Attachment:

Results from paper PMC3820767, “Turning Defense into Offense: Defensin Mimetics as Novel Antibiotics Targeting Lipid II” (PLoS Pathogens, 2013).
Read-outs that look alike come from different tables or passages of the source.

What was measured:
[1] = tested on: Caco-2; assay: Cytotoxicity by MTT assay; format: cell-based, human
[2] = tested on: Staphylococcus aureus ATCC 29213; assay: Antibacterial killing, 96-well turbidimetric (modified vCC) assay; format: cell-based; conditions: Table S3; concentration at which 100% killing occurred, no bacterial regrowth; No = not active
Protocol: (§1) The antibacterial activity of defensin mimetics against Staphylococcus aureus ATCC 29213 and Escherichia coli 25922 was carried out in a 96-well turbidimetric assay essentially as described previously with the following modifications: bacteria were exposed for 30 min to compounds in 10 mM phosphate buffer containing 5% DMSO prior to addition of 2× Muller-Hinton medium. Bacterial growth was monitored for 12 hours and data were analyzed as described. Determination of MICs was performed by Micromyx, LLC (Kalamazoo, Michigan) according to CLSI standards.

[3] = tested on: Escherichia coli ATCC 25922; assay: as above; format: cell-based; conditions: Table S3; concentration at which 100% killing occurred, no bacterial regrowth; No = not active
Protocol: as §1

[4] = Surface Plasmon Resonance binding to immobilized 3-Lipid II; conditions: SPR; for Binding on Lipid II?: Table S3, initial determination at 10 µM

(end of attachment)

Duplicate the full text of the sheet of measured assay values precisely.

Results from paper PMC3820767, “Turning Defense into Offense: Defensin Mimetics as Novel Antibiotics Targeting Lipid II” (PLoS Pathogens, 2013).
Read-outs that look alike come from different tables or passages of the source.

What was measured:
[1] = tested on: Caco-2; assay: Cytotoxicity by MTT assay; format: cell-based, human
[2] = tested on: Staphylococcus aureus ATCC 29213; assay: Antibacterial killing, 96-well turbidimetric (modified vCC) assay; format: cell-based; conditions: Table S3; concentration at which 100% killing occurred, no bacterial regrowth; No = not active
Protocol: (§1) The antibacterial activity of defensin mimetics against Staphylococcus aureus ATCC 29213 and Escherichia coli 25922 was carried out in a 96-well turbidimetric assay essentially as described previously with the following modifications: bacteria were exposed for 30 min to compounds in 10 mM phosphate buffer containing 5% DMSO prior to addition of 2× Muller-Hinton medium. Bacterial growth was monitored for 12 hours and data were analyzed as described. Determination of MICs was performed by Micromyx, LLC (Kalamazoo, Michigan) according to CLSI standards.

[3] = tested on: Escherichia coli ATCC 25922; assay: as above; format: cell-based; conditions: Table S3; concentration at which 100% killing occurred, no bacterial regrowth; No = not active
Protocol: as §1

[4] = Surface Plasmon Resonance binding to immobilized 3-Lipid II; conditions: SPR; for Binding on Lipid II?: Table S3, initial determination at 10 µM